If you polled Britons about the different parts of France they had heard of, they would cite Normandy, Brittany and Dordogne – but Lot-et-Garonne? No chance.
That’s their loss. This département in the Aquitaine region of south-west France is well regarded – its sunny climate and undulating hills have drawn comparison with those of Tuscany.
I arrived here yesterday, and am back staying in the bastide town of Castillonnès, just a few kilometres from the border with Dordogne.
As the département’s name suggests, the Garonne and its tributary, the Lot, are the two main rivers here. When you factor in the Baïse too, you have more than 200km of navigable waterways.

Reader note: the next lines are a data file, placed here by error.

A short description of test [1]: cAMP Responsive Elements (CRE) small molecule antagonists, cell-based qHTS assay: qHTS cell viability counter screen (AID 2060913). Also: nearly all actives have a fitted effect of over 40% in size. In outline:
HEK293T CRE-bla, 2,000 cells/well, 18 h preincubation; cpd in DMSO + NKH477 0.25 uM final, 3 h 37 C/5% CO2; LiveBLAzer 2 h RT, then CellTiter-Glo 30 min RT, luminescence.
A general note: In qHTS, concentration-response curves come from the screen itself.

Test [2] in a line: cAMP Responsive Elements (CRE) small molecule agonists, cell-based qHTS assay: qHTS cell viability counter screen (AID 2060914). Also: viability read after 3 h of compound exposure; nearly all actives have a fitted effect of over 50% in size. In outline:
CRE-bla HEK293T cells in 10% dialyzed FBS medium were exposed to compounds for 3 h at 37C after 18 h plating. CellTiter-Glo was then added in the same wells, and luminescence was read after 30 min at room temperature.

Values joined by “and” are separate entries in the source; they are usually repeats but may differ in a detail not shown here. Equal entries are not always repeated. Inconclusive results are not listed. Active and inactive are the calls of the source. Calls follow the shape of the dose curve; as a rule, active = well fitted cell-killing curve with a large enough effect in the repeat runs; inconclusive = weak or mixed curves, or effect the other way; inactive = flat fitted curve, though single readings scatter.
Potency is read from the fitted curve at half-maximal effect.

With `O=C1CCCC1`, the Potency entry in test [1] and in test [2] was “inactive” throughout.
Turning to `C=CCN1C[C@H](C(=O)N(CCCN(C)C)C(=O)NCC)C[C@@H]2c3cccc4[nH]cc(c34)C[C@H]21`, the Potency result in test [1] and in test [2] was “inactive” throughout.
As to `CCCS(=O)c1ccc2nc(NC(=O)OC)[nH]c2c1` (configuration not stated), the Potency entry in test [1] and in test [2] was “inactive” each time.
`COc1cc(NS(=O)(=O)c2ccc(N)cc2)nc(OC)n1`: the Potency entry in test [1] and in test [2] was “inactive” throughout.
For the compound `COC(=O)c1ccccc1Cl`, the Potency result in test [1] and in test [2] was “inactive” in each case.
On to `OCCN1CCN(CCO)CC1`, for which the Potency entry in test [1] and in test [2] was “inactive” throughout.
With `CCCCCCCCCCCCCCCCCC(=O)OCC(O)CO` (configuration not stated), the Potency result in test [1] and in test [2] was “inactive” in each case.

Lot-et-Garonne is a distinctly rural département – a vast orchard in south-west France, if you like. Prunes and tomatoes are two of its main exports. The prunes come from the area surrounding the capital, Agen, in the south of the department, while the tomatoes are grown in the area around Marmande, in the west.
The two towns are the largest in the département. There are a couple of the country’s most beautiful villages – les plus beaux villages de France – here too, in the form of Monflanquin and Pujols-le-Haut.
“Lot-et-Garonne is a distinctly rural département – a vast orchard in south-west France, if you like”
What is perhaps surprising for Britons looking to relocate to France is the cost of homes here. The average house price in the département is €125,000, against €120,000 in better-known Dordogne.
Want to know its secret? Watch this space.